By Merrily Brast, Staff Writer
1992 Jeep Cherokee. That was my first car. Can you remember yours? The feeling of pride and freedom that came along with driving a vehicle you could call your own?
It’s easy to take that privilege for granted. But imagine if you had no vehicle, and no personal means of transportation.
This is the reality for most of the men and women in the UGM Recovery programs. Many rely on public transportation for their daily commute while others who own a vehicle experience the burden of handling all the mechanical issues that accompany maintaining a "clunker."
Recognizing this need, the Union Gospel Mission created the Vehicle Assistance Program. VAP allows individuals in UGM Recovery or the Employment Ready Program to be nominated by a staff person to receive a free vehicle from UGM Motors.
Not everyone who goes through Recovery receives a car. Need is a factor in the decision-making process. Single moms who are transporting children to and from daycare while also trying to get to work - oftentimes spending hours on the bus each day - rank high on the list. Responsibility, work ethic, commitment to ongoing recovery and the ability to properly maintain and insure the car are important considerations, as well.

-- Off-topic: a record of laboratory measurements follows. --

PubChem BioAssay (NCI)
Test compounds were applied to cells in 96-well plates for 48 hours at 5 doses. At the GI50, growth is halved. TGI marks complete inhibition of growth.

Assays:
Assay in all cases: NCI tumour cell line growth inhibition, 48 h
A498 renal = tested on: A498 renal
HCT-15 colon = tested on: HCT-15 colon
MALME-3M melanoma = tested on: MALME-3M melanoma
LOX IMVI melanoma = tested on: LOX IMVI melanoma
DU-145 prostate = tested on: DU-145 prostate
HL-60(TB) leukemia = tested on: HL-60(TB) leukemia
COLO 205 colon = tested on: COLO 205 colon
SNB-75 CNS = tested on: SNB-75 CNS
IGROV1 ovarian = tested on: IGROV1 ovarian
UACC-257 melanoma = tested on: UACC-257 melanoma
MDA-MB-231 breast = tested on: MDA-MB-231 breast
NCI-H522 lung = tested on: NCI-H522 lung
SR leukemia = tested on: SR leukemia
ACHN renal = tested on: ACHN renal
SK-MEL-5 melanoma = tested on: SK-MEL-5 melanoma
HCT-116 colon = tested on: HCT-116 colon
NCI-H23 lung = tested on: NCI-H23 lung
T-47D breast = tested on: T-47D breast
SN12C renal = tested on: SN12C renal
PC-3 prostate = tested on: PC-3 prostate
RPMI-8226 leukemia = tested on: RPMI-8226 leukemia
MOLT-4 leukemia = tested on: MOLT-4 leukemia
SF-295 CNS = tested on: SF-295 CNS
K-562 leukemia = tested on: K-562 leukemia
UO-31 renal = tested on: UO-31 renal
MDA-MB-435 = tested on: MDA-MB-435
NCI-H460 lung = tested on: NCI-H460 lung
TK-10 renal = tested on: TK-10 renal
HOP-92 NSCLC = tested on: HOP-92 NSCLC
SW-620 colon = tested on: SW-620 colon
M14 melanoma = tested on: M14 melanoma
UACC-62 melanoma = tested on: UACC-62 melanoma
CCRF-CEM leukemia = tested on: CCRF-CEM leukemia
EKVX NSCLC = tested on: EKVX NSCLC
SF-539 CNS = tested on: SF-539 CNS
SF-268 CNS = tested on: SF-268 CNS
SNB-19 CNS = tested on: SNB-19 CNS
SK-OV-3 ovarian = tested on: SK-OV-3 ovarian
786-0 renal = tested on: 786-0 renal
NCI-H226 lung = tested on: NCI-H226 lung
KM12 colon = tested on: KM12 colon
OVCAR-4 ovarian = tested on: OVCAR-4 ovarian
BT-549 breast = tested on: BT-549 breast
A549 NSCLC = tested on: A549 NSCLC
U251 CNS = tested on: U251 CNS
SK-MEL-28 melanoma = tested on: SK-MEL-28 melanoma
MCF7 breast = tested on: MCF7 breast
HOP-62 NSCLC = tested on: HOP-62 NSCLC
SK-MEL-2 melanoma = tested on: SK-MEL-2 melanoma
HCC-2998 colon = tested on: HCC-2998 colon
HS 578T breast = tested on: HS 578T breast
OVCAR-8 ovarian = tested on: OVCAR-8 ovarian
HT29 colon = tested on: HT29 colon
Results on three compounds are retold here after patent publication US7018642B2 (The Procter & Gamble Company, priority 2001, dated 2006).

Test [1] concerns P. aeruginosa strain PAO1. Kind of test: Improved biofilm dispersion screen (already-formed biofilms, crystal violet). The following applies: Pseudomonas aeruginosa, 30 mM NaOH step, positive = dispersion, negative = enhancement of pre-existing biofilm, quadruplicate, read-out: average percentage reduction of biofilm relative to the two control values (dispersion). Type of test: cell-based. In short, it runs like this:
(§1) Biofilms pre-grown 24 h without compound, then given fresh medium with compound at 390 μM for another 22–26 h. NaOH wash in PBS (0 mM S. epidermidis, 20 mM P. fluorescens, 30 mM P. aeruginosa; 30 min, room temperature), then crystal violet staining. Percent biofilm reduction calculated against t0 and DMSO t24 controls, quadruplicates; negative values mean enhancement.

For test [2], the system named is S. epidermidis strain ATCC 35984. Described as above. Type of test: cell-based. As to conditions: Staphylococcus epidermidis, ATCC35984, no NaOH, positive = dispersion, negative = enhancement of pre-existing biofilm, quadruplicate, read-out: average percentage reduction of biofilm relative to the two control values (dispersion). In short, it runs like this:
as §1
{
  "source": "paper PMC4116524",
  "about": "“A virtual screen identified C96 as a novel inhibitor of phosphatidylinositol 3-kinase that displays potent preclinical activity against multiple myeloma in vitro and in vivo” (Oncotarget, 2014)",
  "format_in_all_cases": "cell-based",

UGM Motors Manager Jim Stroh explained, “We don’t take choosing a recipient lightly. We want them to be able to maintain the vehicle. We want them to be able to have insurance and all those things. We make a pretty big effort to make sure they are capable and competent, and that it’s going to benefit them moving forward.”
Angie Wolfinjer is the most recent VAP beneficiary. Angie completed the Recovery Program at the UGM Center for Women and Children in Coeur d’Alene and was nominated by Marsha Reese, the VocEd Coordinator at the Center, to receive a car.
Angie’s previous automobile had 300,000 miles on it, making her commute to work questionable at times. Angie lives in Coeur d'Alene and works in Spokane.
"It's a godsend," Angie said of the gifted car. “It’s a 2001 Saturn, 4-door, so I’m moving up from a 1996 Saturn. It’s awesome.”
Marsha had fun surprising Angie with the news about the car. “I put my car keys in a bag, and I had her open the bag. She went, ‘Wow!’ And so she’s jumping up and down, and then she went, ‘Yeah, I totally detailed that car.’”
As it happens, Angie was also chosen for one of UGM's Employment Training Opportunities - generally a one-year position aimed at helping Recovery graduates rebuild their work history, re-enter the work force within a safe and healing environment, and establish positive references. Angie's ETO assignment is as a part-time detailer at UGM Motors. And so, she ended up detailing her own car before she knew it would be hers.
Angie is full of gratitude - not only for the car, but for her recovery, the love she has experienced at the Center for Women & Children, her job and the support she receives from the community at large.
“God has a plan, He always has a plan. Seems like He’s always late, but He’s always on time.”